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SAS

SAS lambasted for late safety checks

Swedish aviation authorities on Sunday harshly criticized Scandinavian Airlines System (SAS) for not carrying out safety checks on its planes on time.

“We are critical,” Gunnar Billinger, the head of the Swedish Civil Aviation Authority, told AFP, adding that SAS’ late safety checks were considered “serious”.

“All airlines… must carry out controls at set times,” he insisted.

Five SAS planes last year and three in 2005 did not undergo the required safety inspections on time, Swedish daily Dagens Nyheter reported.

The aircraft in question were Airbus A330 and A340, which are used for longhaul flights to the United States and to Asia, according to the paper.

In one case last year, a plane flew 225 hours, the equivalent of 30 longhaul flights, without first being found airworthy, Dagens Nyheter reported.

For a plane to be considered airworthy, safety checks must be carried out at specific dates and the aircraft must be found to conform with guidelines set by the country where it was made, which in the case of the Airbus planes is France.

Aircraft that are not certified airworthy are banned from flying. Any flights they carry out are considered illegal, another aviation authority official told Dagens Nyheter.

Billinger meanwhile said SAS “remains a safe company”, pointing out that the Scandinavian airline had itself notified the authorities to the safety lapses.

SAS

SAS announces reduced loss and pins hopes on summer flights

Scandinavian airline SAS narrowed its losses in the second quarter, the company said Thursday, as it set its hopes on an easing of coronavirus restrictions this summer.

SAS announces reduced loss and pins hopes on summer flights
A SAS aircraft taking off in Paris. Photo: Charles Platiau/Reuters/Ritzau Scanpix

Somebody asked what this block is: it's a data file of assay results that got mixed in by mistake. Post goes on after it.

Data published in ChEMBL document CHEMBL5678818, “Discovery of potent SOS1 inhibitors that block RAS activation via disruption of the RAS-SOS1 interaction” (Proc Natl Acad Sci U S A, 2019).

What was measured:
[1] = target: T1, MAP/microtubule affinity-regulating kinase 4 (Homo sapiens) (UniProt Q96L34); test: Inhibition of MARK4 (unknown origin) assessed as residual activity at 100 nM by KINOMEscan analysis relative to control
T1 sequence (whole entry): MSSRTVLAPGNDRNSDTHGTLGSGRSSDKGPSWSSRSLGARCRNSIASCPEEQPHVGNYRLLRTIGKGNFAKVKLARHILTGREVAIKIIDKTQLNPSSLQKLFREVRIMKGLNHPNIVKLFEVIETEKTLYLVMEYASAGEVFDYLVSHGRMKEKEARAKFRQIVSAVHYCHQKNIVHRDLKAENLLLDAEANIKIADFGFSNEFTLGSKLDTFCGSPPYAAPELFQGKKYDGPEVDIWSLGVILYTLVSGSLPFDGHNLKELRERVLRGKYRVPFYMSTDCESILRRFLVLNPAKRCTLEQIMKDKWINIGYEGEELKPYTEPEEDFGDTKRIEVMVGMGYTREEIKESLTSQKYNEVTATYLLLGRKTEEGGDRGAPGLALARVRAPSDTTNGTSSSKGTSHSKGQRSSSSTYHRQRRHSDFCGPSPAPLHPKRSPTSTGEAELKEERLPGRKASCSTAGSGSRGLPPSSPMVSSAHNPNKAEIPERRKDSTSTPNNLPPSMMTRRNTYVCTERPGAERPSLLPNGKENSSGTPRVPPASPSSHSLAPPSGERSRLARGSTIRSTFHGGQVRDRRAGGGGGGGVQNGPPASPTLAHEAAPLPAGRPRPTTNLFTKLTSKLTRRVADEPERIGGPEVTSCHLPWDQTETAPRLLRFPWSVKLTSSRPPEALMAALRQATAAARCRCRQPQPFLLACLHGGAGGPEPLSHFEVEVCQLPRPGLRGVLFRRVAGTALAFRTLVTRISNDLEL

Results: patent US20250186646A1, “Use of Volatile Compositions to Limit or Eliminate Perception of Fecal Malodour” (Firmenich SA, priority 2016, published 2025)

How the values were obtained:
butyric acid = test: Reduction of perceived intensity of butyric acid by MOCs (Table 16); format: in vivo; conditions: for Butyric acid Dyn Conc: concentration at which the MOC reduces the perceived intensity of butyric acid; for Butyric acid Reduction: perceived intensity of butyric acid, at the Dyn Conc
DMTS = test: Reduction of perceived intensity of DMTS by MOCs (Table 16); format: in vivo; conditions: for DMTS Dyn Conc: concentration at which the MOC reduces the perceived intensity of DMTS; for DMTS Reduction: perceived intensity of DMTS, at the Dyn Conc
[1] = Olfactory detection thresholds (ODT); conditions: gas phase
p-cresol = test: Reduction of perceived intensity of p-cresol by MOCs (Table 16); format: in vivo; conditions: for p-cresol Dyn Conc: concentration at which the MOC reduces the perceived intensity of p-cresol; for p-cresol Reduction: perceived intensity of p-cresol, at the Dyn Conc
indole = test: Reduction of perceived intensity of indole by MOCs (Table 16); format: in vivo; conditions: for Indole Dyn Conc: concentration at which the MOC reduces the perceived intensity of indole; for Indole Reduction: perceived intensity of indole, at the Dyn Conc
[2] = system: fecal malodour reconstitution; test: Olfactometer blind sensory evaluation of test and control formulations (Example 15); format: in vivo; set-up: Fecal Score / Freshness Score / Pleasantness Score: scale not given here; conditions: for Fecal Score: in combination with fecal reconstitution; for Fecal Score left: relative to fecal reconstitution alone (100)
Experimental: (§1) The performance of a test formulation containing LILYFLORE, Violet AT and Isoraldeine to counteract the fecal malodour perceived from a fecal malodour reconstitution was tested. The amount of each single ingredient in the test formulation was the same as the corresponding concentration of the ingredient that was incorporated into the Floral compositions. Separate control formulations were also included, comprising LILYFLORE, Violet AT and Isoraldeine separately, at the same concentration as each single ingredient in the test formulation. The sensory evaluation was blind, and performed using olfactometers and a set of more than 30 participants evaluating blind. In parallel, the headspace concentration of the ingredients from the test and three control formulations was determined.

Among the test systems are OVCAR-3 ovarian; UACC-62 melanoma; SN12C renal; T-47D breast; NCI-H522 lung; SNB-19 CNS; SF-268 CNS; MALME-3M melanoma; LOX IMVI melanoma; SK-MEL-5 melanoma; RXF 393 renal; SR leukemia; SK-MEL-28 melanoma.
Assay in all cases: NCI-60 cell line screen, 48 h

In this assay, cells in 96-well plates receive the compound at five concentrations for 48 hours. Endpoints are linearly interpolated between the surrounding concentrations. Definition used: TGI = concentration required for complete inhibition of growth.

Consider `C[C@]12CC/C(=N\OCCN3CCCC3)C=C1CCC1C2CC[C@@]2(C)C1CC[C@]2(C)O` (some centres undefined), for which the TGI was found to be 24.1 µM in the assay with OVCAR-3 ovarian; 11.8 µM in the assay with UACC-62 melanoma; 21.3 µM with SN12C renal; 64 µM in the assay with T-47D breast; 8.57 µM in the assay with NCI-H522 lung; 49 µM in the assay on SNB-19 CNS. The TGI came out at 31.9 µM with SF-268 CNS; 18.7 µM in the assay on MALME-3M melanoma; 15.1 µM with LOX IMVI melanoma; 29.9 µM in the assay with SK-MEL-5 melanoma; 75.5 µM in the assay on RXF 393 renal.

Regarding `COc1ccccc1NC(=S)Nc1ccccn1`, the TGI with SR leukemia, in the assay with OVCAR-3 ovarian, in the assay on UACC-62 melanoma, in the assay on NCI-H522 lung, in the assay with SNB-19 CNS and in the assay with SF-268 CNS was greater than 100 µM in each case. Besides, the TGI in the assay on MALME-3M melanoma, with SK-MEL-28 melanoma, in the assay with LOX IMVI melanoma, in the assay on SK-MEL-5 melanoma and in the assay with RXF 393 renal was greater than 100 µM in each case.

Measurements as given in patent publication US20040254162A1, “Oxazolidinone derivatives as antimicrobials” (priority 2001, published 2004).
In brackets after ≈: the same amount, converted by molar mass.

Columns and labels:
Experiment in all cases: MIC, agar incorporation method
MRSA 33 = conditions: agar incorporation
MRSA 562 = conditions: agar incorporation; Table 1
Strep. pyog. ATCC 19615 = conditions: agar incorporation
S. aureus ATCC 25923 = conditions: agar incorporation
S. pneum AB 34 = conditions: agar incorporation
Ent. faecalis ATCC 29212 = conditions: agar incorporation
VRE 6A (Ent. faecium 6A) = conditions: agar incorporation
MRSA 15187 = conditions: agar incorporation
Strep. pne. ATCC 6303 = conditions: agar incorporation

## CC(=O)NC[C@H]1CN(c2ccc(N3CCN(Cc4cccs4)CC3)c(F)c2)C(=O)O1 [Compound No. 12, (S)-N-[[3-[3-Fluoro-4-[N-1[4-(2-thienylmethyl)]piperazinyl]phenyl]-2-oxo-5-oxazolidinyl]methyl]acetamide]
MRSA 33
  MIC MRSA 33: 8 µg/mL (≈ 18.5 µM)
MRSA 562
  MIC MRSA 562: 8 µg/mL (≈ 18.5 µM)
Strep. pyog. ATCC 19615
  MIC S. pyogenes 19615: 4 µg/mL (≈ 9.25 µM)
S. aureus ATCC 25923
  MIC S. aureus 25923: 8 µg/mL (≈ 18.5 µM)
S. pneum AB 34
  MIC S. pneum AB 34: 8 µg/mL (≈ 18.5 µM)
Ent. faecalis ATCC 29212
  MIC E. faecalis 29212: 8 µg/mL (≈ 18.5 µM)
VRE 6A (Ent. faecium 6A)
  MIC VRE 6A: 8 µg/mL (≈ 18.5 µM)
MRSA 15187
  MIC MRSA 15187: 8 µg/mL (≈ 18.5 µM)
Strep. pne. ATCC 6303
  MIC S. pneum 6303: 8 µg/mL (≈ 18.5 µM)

The earnings report came a day after the governments of Sweden and Denmark announced another round of aid to the ailing carrier.

From February to April, SAS booked a net loss of 2.43 billion Swedish kronor ($292 million, 240 million euros) — 30 percent smaller than in the second quarter last year.

The company also reported an improved operating profit “for the first time since the pandemic’s outbreak, both year-on-year and compared with the previous quarter,” pointing to its cost cutting efforts.

However, the number of passengers in the period declined by 140,000 compared to the first quarter, to 857,000.

This caused revenue to fall to 1.93 billion kronor, a 15 percent drop from the preceding quarter and 63 percent from a year earlier.

“The increase in vaccination rates provides some hope for the relaxation of restrictions, and an increase in demand ahead of the important summer season,” chief executive Karl Sandlund said in a statement.

However, the CEO also noted that “many customers are now increasingly choosing to book their tickets much closer to their travel dates, which makes it difficult to predict demand during the summer.”

SAS also said it expected claims from passengers of up to 150 million kronor after a European court ruled in March that customers should be compensated over disruptions due to a pilots’ strike in 2019.

After cutting 5,000 jobs last year — representing 40 percent of its workforce — SAS announced Wednesday an additional credit line of three billion kronor from the Danish and Swedish governments, its main shareholders, to get through the crisis.

The airline received a similar loan and a capital increase last year.

READ ALSO: Virus-stricken airline SAS secures new public loan from Denmark and Sweden

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